Gastronaut: The Case for Crawling

For all the things Philly is as a food city, one of the things it’s not is the kind of city where people crawl. It’s time to change that.


Illustration by Kagan McLeod

When we were young cooks, none of us could ever stand still.

Work — 12 or 14 or 16 hours. White jackets and checked pants; prep and then more prep and then the first hit, the dinner rush, the long, slow glide toward wipe-down. Crews rolled out the back doors of restaurants, converged on the nearest bars for first drinks, then moved on — looking for salty things and fried things and sushi and pho and flat, floppy slices and weed. We were perpetually unsatisfied, a whole knot of us growing antsy and weird if we spent more than 45 minutes in any one place, because no matter where we were, there was always the chance of something better waiting right next door.

This was how I learned to crawl — as a line cook, rolling with my crew, powering through neighborhoods like a small but extraordinarily profane army.

In Philly, most people don’t crawl. Oh, sure, maybe they’ll get a drink somewhere before dinner or stop off for gelato after, but the core of the dining experience here is the meal at its center — one chair, multiple courses, a two-hour investment, minimum. Which is ridiculous to me, because we live in a city that clusters its best restaurants in bunches like grapes.

I mean, East Passyunk is almost cheating, it’s so easy. Chinatown, the same. And yet for the most part, people in Philly still camp out at their tables, trusting in the kitchen to do not just one thing really well (an app, a dessert), but everything. I think it has something to do with the sense that part of the $28 you just spent on that skate wing was two hours’ rent on the table where you’re sitting. Or maybe it’s just that people in Philly really don’t like to walk.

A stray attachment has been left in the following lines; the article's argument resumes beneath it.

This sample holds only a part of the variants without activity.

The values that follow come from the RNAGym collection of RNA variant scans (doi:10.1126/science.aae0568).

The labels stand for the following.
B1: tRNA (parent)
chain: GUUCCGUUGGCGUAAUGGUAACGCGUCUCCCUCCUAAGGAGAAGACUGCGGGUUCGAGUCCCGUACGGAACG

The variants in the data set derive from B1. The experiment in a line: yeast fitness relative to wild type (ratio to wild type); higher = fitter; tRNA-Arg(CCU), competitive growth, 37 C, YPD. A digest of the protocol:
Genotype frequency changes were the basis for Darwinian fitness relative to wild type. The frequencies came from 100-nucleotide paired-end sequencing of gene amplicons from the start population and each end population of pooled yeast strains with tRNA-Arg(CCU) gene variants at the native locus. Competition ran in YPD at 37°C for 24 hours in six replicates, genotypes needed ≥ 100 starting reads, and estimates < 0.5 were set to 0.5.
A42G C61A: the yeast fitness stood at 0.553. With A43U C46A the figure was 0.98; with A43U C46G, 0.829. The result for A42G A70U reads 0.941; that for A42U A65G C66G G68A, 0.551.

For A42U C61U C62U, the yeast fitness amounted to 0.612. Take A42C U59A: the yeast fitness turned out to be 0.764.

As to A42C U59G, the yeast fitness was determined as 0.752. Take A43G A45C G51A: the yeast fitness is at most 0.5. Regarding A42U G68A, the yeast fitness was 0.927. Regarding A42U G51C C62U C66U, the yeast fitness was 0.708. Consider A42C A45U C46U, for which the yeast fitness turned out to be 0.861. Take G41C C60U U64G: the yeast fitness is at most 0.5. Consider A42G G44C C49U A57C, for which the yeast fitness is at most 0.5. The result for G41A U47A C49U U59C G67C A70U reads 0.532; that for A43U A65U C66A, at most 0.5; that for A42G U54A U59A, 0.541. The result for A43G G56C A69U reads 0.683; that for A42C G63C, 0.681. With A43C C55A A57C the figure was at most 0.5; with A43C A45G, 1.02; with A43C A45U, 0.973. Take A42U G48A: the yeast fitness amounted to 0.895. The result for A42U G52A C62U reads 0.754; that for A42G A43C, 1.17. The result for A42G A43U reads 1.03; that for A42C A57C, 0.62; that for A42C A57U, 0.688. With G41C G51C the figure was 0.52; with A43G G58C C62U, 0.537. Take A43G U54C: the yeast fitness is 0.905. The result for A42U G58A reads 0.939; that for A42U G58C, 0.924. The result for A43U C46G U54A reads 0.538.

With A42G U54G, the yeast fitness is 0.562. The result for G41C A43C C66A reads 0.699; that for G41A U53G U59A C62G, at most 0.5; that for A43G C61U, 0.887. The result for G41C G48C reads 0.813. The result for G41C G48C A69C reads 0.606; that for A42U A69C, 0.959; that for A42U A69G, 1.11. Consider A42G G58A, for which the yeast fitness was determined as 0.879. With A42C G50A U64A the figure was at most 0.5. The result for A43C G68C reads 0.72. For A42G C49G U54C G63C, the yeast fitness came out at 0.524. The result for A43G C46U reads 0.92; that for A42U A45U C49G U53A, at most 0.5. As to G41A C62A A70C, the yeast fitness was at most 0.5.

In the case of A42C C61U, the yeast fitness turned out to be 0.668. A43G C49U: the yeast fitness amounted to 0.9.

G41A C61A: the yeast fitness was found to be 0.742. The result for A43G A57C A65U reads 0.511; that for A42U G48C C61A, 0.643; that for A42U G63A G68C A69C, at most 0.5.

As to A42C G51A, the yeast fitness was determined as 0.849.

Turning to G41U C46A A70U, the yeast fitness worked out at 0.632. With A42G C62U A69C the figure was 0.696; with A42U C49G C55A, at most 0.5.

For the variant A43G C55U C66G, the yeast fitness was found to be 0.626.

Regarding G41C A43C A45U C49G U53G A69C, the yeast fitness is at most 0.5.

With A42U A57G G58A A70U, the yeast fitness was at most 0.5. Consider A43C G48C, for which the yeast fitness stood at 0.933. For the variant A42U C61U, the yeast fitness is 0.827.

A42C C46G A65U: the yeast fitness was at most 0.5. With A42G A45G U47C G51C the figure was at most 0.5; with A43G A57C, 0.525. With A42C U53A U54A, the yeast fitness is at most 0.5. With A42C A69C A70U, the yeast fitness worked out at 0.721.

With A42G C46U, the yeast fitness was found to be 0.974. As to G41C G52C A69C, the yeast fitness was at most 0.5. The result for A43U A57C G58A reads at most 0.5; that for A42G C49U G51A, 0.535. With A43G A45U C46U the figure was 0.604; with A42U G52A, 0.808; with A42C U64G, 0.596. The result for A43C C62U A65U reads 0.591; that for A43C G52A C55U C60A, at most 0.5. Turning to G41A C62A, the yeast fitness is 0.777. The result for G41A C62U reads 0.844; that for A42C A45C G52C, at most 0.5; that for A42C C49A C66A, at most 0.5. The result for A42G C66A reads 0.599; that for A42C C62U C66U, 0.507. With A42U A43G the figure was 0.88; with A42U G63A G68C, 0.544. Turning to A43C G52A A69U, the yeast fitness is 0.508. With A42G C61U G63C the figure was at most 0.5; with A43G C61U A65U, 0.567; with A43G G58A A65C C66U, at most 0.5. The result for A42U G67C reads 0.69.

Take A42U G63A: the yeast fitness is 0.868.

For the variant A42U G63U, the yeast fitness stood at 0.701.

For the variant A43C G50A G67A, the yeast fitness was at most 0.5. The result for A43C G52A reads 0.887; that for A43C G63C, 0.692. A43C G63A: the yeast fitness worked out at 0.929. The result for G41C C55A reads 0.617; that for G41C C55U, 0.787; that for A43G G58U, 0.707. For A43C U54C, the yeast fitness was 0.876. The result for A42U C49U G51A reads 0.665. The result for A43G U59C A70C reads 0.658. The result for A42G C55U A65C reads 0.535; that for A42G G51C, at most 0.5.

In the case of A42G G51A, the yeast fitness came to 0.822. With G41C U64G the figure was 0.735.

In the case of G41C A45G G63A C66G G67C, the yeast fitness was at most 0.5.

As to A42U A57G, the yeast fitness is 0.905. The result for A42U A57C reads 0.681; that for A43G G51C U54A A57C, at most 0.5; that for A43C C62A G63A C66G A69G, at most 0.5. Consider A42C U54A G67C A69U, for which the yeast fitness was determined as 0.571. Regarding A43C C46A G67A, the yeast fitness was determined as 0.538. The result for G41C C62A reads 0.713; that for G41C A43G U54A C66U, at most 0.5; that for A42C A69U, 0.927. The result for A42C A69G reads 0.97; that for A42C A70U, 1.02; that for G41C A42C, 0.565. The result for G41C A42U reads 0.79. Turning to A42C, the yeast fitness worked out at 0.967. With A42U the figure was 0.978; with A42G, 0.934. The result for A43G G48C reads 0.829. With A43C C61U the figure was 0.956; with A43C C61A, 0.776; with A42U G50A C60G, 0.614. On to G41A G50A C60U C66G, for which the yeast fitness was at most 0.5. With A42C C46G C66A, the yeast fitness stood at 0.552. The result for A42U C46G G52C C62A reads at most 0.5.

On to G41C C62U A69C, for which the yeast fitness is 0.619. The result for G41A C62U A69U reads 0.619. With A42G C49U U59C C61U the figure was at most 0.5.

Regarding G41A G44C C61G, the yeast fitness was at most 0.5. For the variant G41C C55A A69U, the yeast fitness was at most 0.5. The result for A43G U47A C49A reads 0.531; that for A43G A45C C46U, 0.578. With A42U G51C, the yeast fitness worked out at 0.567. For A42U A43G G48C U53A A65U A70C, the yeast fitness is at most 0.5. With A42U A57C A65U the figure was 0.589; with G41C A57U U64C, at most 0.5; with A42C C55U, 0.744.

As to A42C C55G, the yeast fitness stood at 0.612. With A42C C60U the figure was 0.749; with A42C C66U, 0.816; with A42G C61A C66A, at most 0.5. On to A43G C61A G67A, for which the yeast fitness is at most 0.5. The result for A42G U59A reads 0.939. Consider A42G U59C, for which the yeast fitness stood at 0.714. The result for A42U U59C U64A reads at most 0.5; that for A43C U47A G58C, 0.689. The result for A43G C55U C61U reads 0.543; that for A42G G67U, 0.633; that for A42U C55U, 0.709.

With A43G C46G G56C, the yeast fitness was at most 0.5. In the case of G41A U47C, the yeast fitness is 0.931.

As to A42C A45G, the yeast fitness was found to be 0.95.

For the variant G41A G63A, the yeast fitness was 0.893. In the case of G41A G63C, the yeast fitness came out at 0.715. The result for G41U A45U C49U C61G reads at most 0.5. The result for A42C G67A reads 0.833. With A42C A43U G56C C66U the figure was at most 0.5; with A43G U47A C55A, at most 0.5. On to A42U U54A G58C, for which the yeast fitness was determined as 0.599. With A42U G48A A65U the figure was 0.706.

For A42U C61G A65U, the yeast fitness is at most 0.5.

Still, on East Passyunk you could do soup dumplings at Bing Bing, bitterballen at Noord and the scallops with sunchokes at Fond — a three-stop crawl without walking much more than a block and, for fun, made up of nothing but round foods.

On South Street, Serpico is almost designed for the quick bite, the fast turn, and then jumping out for the next best thing — for deviled eggs and pork belly at Supper, burnt ends at Percy Street and beers at Brauhaus Schmitz. The pickings in Rittenhouse are ridiculously rich. In Midtown Village, you can score Spanish tapas, spring rolls, a wood-fired pizza, oxtail flatbread and gyros, all inside a circle with a radius of not much more than a hundred yards.

All you have to do is get comfortable with standing up. With seeing each course as a new opportunity that you’re willing to chase out the door and down the street. This isn’t just the way we could eat in Philadelphia, but the way we should eat — all of us so in love with our restaurants, our chefs, with play-by-playing our dinners on Instagram. They do this in Spain. They do it in New York. So what’s wrong with us?

This city is so full right now, and the number of summer nights we have is so few. Why would you want to waste even a single one of them sitting still?